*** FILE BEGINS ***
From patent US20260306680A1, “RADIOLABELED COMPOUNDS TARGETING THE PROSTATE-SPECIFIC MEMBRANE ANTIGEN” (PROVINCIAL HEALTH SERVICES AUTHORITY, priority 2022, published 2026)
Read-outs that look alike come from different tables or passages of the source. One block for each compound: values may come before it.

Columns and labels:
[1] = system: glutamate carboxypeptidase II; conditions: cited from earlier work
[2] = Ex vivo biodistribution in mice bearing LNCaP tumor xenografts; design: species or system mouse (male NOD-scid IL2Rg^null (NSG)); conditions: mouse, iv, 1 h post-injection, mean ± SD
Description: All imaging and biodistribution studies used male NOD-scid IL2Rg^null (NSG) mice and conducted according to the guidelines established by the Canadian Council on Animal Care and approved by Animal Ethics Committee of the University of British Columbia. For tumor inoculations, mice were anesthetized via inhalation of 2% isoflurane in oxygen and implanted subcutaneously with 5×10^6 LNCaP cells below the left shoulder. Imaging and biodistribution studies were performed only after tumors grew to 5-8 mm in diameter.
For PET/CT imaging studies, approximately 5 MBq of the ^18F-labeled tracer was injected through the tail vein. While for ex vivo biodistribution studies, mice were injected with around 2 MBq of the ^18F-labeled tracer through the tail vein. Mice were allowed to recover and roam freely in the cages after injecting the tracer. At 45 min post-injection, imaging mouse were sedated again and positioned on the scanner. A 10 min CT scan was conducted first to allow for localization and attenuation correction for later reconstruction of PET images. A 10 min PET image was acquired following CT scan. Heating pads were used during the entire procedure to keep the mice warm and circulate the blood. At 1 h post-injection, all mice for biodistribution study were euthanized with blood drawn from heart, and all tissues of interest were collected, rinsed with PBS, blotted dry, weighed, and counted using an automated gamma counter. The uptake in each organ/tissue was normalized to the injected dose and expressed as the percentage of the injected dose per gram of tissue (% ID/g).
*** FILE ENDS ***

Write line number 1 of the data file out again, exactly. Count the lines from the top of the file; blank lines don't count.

From patent US20260306680A1, “RADIOLABELED COMPOUNDS TARGETING THE PROSTATE-SPECIFIC MEMBRANE ANTIGEN” (PROVINCIAL HEALTH SERVICES AUTHORITY, priority 2022, published 2026)